Following the Government announcement today, 21 September, that it will freeze gas and electricity prices for companies for six months from 1 October, as part of the Energy Bill Relief Scheme, the live events industry has called for more sustained support to prevent businesses suffering irreparable financial damage.

For all non-domestic energy customers, wholesale prices are expected to be fixed at £211 per MWh for electricity and £75 per MWh for gas from 1 October 2022 to 31 March 2023. The savings will be first seen in October bills, which are typically received in November. Non-domestic customers on existing fixed price contracts will be eligible for support as long as the contract was agreed on or after 1 April 2022.

The Government said the scheme will be reviewed after three months, and additional support may be given to “vulnerable businesses”, although it is not known which business sectors would fall into that category.

LIVE CEO Jon Collins said, “We welcome this support from Government, but we are clear that this needs to be sustained past the next six months. Spiralling energy prices have already forced music venues up and down the country to close or curtail their programming and this will begin again as soon as this support is removed – it is plainly obvious that live music must be on the list of sectors considered vulnerable by Government.

“With our industry still hurting from the aftereffects of Covid and rising costs across the supply chain, we continue to make the case that our sector needs action on VAT and business rates if we are to keep all concert halls, arenas, festivals, and grassroots music venues open, bringing joy to millions and showcasing the best UK and international talent.”

Music Venue Trust (MVT) CEO Mark Davyd said the planned fixed base rate is sufficient to avert the collapse of the grassroots venue sector and that it should be implemented as a maximum for all music venues in the UK.

He said MVT has requested Government work with the trust on long-term plans to secure affordable, sustainable and resilient energy for the sector: “There is a big opportunity presented by this crisis to support a radical intervention into energy supply and demand, and we strongly urge the Government to use the period of protected energy prices to bring forward plans to permanently tackle the causes of the energy crisis. Music venue real estate is a prime candidate for renewable energy investment, and we look forward to working with the announced Energy Supply Taskforce to realise that opportunity”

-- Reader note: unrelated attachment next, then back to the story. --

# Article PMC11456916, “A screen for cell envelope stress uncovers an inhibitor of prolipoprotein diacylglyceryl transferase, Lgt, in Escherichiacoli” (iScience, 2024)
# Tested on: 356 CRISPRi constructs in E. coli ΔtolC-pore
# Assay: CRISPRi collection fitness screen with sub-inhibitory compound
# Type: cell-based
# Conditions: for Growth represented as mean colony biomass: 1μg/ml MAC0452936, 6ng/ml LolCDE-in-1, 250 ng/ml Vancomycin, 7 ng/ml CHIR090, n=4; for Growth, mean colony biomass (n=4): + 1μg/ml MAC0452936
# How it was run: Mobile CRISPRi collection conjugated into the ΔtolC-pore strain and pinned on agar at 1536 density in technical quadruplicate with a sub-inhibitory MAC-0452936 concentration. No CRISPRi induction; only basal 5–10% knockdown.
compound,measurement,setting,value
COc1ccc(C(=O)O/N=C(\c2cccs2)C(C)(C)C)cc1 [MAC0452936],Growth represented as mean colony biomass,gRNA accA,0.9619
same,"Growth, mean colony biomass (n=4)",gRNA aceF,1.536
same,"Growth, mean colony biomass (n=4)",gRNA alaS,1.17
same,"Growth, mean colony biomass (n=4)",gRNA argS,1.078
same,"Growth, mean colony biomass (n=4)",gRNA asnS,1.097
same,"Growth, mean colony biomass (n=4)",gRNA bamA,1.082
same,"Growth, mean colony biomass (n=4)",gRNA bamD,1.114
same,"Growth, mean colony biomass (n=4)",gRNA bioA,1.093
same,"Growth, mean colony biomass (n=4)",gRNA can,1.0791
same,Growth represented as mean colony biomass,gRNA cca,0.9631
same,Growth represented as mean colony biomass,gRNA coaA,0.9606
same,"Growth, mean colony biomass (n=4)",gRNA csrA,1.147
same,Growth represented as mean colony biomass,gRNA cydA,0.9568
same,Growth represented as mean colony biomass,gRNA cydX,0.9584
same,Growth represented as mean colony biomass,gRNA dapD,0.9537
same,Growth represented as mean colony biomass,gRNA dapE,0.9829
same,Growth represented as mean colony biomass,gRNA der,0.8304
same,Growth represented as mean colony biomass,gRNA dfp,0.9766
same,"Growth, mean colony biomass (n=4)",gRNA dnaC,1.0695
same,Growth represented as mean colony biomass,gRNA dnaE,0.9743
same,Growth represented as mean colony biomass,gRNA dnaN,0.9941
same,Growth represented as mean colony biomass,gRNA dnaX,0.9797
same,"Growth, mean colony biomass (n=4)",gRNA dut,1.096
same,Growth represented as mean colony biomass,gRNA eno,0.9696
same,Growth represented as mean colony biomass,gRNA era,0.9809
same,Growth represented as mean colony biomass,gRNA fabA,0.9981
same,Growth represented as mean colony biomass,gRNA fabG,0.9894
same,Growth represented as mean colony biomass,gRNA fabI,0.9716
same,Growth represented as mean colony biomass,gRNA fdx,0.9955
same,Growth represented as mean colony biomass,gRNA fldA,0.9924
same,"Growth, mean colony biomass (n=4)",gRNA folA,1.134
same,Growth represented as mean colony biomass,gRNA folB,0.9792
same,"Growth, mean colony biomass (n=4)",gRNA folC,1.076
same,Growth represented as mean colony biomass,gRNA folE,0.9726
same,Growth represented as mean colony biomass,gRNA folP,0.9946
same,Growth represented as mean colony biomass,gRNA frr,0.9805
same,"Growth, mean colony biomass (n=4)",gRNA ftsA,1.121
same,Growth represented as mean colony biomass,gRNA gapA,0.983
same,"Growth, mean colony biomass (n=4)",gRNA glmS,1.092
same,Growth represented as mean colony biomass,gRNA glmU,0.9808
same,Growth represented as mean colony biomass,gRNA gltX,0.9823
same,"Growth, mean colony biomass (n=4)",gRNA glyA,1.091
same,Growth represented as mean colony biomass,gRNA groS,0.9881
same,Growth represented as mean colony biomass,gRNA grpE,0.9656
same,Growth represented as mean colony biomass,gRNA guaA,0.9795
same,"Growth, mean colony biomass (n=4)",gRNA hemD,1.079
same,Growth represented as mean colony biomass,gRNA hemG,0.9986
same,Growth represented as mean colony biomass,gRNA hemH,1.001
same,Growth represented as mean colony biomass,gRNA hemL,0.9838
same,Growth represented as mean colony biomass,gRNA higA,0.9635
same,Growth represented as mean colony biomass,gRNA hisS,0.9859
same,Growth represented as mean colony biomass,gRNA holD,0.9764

The Night Time Industries Association (NTIA) CEO Michael Kill raised concerns that the scheme will exclude businesses that renewed before 1 April, and he suggested the plans would do nothing to alleviate the high levels of energy supply debt incurred by businesses exposed to uncapped pricing over the last few quarters. He said it is unlikely to be enough to ensure businesses have the financial headroom to survive this winter.

“If we are to ensure the survival of our sector it remains imperative that the short-term relief announced today is extended to 12 months and followed up with further action by the Government in the budget this Friday, and that such action must incorporate our core asks, specifically business rates relief and a reduction in VAT across the board,” said Kill.

Prime minister Liz Truss said, “I understand the huge pressure businesses, charities and public sector organisations are facing with their energy bills, which is why we are taking immediate action to support them over the winter and protect jobs and livelihoods.

“As we are doing for consumers, our new scheme will keep their energy bills down from October, providing certainty and peace of mind.

“At the same time, we are boosting Britain’s homegrown energy supply so we fix the root cause of the issues we are facing and ensure greater energy security for us all.”